The three concluding opinions formulated by the committee on the schedule distributed met with general approval. It is considered desirable, in con

report," From the English standpoint too much import

nection with the grant of degrees, diplomas, and certificates to engineering students, that great importance may be attached to prolonged literary training, and ance should be attached to laboratory and experimental work performed by individual students, as well as to their progress in mathematical and scientific studies, rather than that degrees and so on should be granted on the results of terminal or final examinations. It is urged that facilities for post-graduate work by engineering students in higher technical institutions should be much increased; and it is admitted by almost all authorities that the improvements of engineering education depend greatly on the attitude of employers towards the recommendations made by the committee, and employers are urged to extend the facilities to engineering students for post-graduate study and research.

The recommendations of the committee in respect of engineering training embody the conclusions arrived at by an examination of the replies just summarised, and it is unnecessary to do more than point out the respects in which the recommendations amplify the opinions set forth in the schedule prepared for distribution. The recommendation respecting the introductory workshop course explained above recognises that at present there are practical difficulties in arranging for this workshop year being interposed between the school and college work, and that employers may consider the arrangement detrimental to their interests. The committee suggests, however, that these difficulties should not be insurmountable, and the general agreement as to its advantageous effect on training leads it to hope that practical trial may be given to the plan.

Concerning attendance at evening classes during the introductory workshop course, the committee thinks it is most important that all boys should at least maintain their scholastic acquirements, and it is considered that this result might be secured, by private tuition or otherwise, without undue physical strain. So, too, the general recommendation that the introductory workshop course should be followed immediately by attendance at college is modified. It is stated that in some cases-as, for example, when boys are intended to become mechanical engineers--it may be advantageous to complete the practical training before entering college; but, if this is done, private tuition or evening classes must be the rule during the years of practical work.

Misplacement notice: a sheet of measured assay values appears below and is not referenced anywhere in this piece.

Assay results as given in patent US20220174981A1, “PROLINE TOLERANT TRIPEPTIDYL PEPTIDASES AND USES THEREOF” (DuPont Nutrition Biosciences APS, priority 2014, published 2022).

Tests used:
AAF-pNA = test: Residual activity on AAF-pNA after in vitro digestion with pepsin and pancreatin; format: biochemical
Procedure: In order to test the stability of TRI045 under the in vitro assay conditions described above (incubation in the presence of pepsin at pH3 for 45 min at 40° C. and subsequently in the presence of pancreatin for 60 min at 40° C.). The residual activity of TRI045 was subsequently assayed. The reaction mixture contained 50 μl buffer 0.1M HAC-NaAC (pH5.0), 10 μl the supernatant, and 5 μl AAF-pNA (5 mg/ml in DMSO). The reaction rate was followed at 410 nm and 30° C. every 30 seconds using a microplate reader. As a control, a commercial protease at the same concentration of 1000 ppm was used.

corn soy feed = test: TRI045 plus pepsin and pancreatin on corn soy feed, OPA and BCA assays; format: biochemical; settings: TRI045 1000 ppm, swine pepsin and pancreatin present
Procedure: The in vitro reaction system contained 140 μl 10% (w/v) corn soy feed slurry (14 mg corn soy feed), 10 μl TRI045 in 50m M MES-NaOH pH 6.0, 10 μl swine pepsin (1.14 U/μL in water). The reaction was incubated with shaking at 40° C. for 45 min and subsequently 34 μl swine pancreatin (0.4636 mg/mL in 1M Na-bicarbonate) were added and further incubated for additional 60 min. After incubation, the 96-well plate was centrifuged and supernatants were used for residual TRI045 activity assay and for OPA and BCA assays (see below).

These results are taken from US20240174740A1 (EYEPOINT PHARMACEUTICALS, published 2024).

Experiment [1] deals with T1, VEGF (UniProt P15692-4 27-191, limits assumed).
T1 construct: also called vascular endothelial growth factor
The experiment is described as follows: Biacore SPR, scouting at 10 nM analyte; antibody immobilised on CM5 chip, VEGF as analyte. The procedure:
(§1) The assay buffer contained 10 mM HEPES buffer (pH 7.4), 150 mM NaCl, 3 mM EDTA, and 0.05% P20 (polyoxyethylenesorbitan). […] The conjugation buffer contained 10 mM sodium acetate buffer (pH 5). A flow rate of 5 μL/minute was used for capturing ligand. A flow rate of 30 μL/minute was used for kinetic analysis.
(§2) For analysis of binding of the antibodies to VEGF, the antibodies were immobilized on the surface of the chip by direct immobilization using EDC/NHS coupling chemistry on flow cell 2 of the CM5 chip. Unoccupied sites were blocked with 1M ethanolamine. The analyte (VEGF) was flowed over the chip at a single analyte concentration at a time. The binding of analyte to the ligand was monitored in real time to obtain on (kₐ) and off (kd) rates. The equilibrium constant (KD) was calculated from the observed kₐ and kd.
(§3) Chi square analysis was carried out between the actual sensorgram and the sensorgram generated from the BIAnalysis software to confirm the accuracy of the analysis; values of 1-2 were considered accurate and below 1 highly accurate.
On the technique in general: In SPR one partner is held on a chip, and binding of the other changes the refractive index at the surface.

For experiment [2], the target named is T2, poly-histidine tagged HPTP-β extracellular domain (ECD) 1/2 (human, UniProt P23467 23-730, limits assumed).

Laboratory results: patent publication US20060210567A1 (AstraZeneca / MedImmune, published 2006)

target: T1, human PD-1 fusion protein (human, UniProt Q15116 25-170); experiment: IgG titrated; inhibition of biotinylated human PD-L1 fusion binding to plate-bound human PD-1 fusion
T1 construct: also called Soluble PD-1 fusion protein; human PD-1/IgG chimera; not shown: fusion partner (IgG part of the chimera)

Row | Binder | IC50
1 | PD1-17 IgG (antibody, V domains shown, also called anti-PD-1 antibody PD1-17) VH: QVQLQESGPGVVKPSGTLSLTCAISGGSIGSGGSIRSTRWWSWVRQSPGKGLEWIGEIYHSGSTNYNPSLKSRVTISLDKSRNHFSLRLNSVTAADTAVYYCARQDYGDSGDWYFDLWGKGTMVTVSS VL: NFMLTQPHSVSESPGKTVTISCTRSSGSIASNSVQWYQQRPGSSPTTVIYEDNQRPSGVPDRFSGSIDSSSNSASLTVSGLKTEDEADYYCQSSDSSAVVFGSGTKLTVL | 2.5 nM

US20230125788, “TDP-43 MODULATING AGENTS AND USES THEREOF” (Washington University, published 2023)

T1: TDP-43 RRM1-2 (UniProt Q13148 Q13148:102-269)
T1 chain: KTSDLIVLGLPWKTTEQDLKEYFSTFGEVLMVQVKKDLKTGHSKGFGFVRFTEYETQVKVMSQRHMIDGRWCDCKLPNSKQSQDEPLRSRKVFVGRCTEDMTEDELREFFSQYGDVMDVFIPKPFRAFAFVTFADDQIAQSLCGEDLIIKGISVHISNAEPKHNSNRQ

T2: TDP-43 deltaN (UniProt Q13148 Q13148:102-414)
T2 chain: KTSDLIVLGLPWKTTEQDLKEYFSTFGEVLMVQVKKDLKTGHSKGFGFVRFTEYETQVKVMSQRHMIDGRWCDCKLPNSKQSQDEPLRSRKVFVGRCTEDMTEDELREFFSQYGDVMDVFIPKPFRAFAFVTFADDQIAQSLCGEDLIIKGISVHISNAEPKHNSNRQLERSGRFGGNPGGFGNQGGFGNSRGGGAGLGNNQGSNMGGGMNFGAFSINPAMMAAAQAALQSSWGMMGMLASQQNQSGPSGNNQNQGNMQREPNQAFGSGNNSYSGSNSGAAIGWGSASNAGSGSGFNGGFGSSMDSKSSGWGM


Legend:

The longest of the recommendations urges the need for a sound and extensive knowledge of mathematics in all branches of engineering. The committee endorses the practically universal opinion that a sufficient time should be allotted to the study of pure mathematics during the common college course, and that the extent to which individual students can be carried in mathematics must be decided by the teachers.

Such are, in brief, the more important of the committe's recommendations, and it is interesting to compare these with some aspects of American practice. The rule in the engineering courses of the colleges of the United States, which it must be remembered always follow a prolonged secondary education, is that in the first two years of the course which generally lasts four years-a fair amount of time is given to mathematics, English, modern languages, and experimental science, and it is chiefly in the workshop and drawing office that the specialisation towards engineering is apparent during these years. Specialisation begins to show itself prominently during the third year, and mechanical technology and electrotechnics are more or less taken up in the mechanical and electrical engineering courses. In the fourth year a crowd of engineering subjects is frequently introduced. But as Prof. Ripper remarks in his Mosely Commission

not enough importance to the practical training of students during the earlier years of their career, nor to the cultural value of a scientific and professional education." But in no respect are American conditions more different from those at home than in the attitude of the employers of labour toward higher education. As Dr. Walmsley has testified in a recent report (see NATURE, vol. lxx., p. 231), “ Without exception the officials interviewed asserted that, far from having any difficulty in placing the graduates turned out year by year from the engineering courses, for the last few years the graduate class has had every one of its individual members engaged for remunerative work before the completion of the course at college.'